4.5⭐️ – How talented must an author be to make me relate to characters so so far from me? It’s almost easier for me to relate to shapeshifters or aliens than to someone who gives their life to god. I don’t believe in the power of prayer. I don’t believe in depriving oneself of human love. As one of the MCs said in In This Small Spot (which I absolutely recommend reading first), falling in love made her a better nun and that makes a lot of sense to me. The way I see it, forsaking love makes you distracted and, not to be dramatic but it’s happened before, sometimes it makes you Darth Vader.
That said, I disagree but I do not judge, and the author made the characters’ choices and decisions feel right. Hard at times, even heartbreaking, but right. In In This Small Spot, Mother Theodora was the wise and understanding woman guiding Mickey and the other sisters. Here we get to know the vivacious and responsible young woman she once was and understand the journey to becoming the abbess. The impact such a journey has on others, on family, the things you leave behind, what you discover on the way, the loneliness at the top as well.
I also loved Lauren’s character in In This Small Spot and was happy to find out what happened to her after the events of the first book, and to get more insight into her choices. In This Small Spot was very much focused on Mickey, and Lauren’s perspective in this sequel was welcome. Like In This Small Spot, An Unlit Candle follows two timelines, one five years after the end of the previous book, and one starting in 1959 and spanning decades. Werlinger writes both time periods in alternate chapters in a completely organic way. Even if you’re not usually a flashback fan, you shouldn’t have any problem following here.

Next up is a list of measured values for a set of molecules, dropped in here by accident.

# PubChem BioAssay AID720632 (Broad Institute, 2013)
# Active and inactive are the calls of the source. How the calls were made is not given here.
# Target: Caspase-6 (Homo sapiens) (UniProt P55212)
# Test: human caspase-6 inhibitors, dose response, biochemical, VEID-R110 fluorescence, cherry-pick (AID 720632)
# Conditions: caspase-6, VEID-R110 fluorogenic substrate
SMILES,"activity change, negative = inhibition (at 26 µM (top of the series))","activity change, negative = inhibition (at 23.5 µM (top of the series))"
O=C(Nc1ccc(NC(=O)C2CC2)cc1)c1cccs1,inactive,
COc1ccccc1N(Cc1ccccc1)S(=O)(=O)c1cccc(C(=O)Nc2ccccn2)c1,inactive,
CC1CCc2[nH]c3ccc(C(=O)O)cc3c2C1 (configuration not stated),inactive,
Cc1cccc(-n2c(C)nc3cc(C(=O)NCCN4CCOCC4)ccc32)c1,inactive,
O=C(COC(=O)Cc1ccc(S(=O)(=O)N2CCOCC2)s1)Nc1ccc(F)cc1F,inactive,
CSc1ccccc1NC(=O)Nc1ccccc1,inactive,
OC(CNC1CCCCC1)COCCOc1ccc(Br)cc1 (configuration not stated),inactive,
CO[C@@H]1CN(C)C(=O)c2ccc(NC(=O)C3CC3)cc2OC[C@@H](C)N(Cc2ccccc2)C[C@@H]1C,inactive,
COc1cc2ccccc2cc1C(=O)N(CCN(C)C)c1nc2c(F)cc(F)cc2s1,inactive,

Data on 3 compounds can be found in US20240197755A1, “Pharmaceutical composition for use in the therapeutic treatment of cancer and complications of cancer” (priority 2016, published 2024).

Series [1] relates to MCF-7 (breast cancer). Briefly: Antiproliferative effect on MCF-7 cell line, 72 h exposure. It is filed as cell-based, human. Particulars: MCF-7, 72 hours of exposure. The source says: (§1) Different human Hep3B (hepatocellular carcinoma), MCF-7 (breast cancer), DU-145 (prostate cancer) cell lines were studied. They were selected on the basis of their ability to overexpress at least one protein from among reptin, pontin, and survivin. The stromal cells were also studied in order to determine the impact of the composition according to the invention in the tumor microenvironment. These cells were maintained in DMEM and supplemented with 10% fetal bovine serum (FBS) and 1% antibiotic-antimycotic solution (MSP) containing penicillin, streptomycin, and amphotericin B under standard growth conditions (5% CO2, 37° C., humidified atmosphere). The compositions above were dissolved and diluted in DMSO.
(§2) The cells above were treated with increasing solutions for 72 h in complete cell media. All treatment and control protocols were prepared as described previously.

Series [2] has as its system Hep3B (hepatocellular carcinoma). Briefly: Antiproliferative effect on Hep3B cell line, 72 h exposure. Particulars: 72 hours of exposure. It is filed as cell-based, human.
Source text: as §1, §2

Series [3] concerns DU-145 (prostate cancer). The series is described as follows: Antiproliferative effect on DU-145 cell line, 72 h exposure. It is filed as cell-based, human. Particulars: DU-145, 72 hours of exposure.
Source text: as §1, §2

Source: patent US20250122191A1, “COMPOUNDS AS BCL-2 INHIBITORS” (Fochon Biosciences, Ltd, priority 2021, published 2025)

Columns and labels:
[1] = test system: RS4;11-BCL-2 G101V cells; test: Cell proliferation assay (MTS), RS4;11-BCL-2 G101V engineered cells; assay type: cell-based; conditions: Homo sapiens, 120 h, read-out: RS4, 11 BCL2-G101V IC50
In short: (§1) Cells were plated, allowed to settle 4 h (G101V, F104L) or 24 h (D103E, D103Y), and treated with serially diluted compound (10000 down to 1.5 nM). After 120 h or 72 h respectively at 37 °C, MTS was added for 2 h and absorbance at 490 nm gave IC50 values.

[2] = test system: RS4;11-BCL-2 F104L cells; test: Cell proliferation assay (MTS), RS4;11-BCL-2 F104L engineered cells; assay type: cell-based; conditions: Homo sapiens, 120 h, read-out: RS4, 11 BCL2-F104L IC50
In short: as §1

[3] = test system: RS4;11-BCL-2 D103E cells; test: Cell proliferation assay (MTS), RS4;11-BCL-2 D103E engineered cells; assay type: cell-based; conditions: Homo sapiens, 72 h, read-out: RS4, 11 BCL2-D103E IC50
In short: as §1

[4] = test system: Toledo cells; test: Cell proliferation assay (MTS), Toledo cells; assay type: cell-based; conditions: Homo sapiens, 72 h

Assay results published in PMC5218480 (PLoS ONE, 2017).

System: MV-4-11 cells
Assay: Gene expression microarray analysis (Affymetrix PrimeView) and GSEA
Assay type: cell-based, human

I first wrote this review for the Rainbow Literary Society, and the template includes a section on chemistry. As I wrote there, talking about chemistry in this book feels beside the point. It’s not about romance, even if it’s about love, even if there is a romance too. More than anything, it’s about allowing oneself to feel and allowing these feelings to be. Or not allowing, for that matter. This isn’t to say there isn’t angst or attraction. There’s all that, and a lot more. Just don’t expect steamy scenes.
One last thing because I can’t not mention it when reviewing one of Caren J. Werlinger’s books: the writing is wonderful. In This Small Spot broke my heart. An Unlit Candle gave me closure. It’s everything I could ask for in a sequel.